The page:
The circle of demons was close to me and grinning like a mob of brutal street- boys. I was not afraid, however, and said: "Even if you conquer me, if God wills it I do not fear." Then they all cried together like a rabble, and one said: "Let God then speak first!" And then I thundered with all my might: "He HAS spoken long since!" And then I pointed at one of them, saying: "You I know for a long time!" and then pointing to another: "And you!"
Then I awoke at once, and I believe I made some audible sound in waking up in the middle of my apostrophe.
And then--this will astonish you most--after this dispute I felt thoroughly refreshed, cheered up and entirely serene and calm.
This is the principal difference from the symbolic dreams that in the demon- dreams when I see the demons and fight them, the effect is thoroughly pleasing, refreshing and uplifting.
This is the principal point in these demon-dreams--that, whether these beings have a real existence or whether they are only creations of my fancy, to see them and to fight them takes away all their terror, all the uncanniness, the weirdness, of their tricks and pranks.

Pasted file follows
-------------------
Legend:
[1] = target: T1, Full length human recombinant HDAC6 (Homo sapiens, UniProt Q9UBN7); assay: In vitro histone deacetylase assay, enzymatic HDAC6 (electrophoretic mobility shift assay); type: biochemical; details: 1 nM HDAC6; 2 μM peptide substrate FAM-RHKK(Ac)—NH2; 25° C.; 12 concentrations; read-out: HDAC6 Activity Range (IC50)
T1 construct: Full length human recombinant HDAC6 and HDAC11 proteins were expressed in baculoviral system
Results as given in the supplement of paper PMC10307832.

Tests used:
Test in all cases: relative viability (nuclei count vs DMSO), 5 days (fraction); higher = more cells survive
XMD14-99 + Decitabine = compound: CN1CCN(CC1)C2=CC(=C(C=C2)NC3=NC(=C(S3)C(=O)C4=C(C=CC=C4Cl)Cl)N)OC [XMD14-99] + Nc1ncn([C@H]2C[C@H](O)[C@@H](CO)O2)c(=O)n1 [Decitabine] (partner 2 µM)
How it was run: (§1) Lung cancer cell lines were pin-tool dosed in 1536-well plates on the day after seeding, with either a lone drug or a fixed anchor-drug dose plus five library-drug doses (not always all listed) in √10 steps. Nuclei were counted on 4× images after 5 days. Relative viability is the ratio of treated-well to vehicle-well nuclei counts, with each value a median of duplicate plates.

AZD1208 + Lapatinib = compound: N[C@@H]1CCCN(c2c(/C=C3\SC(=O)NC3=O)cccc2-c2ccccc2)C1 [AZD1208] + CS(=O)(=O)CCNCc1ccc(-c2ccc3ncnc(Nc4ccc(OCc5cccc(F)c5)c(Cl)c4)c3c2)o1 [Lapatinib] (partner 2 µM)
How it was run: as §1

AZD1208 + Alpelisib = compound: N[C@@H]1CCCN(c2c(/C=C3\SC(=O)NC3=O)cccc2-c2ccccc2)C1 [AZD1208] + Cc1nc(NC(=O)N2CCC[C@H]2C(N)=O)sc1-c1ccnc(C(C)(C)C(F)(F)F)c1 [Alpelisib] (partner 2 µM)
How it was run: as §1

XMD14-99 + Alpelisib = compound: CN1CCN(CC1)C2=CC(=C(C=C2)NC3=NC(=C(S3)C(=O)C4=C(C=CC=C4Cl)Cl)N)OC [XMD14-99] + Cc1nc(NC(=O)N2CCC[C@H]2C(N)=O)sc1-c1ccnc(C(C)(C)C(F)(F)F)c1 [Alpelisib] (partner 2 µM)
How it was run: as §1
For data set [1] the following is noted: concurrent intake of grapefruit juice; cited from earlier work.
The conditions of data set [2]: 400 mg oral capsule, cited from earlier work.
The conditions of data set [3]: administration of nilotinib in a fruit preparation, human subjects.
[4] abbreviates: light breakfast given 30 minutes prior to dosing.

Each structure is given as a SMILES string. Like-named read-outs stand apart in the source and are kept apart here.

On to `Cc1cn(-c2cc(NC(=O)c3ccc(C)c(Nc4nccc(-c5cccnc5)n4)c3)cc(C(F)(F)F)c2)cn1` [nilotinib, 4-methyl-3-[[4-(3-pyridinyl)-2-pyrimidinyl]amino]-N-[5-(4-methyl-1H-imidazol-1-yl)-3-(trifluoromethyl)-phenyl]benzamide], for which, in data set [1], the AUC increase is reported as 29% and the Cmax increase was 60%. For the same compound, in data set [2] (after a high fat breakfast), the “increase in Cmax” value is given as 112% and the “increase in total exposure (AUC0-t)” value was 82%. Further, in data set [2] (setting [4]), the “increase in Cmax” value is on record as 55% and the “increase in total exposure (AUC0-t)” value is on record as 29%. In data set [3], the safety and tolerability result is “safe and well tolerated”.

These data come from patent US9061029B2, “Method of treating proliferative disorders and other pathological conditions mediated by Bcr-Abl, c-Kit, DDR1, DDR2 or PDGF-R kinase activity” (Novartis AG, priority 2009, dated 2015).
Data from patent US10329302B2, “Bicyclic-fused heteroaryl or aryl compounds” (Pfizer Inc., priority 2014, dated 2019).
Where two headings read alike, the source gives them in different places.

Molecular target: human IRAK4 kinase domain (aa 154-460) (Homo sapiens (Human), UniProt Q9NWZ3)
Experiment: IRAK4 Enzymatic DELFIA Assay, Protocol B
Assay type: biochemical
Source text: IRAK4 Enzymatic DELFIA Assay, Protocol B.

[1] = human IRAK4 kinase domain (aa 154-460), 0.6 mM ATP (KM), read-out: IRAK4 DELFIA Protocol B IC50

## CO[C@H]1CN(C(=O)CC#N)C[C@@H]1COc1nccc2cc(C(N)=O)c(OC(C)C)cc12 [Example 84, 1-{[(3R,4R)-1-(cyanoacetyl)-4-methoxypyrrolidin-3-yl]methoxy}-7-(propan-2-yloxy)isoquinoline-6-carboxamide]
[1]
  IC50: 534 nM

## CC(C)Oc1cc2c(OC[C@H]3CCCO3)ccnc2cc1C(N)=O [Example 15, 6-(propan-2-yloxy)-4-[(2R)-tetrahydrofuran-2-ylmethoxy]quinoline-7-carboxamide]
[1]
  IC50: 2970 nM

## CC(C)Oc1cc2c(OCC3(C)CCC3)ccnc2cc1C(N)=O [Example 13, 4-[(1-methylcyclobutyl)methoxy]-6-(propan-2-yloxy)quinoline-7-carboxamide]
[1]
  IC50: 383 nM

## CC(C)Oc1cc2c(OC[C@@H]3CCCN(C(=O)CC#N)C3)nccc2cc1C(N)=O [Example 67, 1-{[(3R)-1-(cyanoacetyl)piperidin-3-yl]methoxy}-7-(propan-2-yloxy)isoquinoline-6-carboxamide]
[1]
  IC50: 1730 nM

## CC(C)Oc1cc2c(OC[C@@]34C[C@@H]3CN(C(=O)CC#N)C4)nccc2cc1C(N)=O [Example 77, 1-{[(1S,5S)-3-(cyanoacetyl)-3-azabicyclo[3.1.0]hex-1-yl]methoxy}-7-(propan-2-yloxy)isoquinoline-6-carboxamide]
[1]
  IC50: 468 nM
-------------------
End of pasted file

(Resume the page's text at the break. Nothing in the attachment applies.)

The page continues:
I have not yet spoken about the ninth dream type, which I call wrong waking up, occurring always near awakening. Of this sort of dream I found an excellent instance described by Mach. He calls it "Phantasma." We have the sensation of waking up in our ordinary sleeping-room and then we begin to realize that there is something uncanny around us; we see inexplicable movements or hear strange noises, and then we know that we are still asleep. In my first experience of this dream I was rather afraid and wanted nervously to wake up really. I think this is the case with most people who have it. They become frightened and nervous and at last wake up with palpitations, a sweating brow and so on.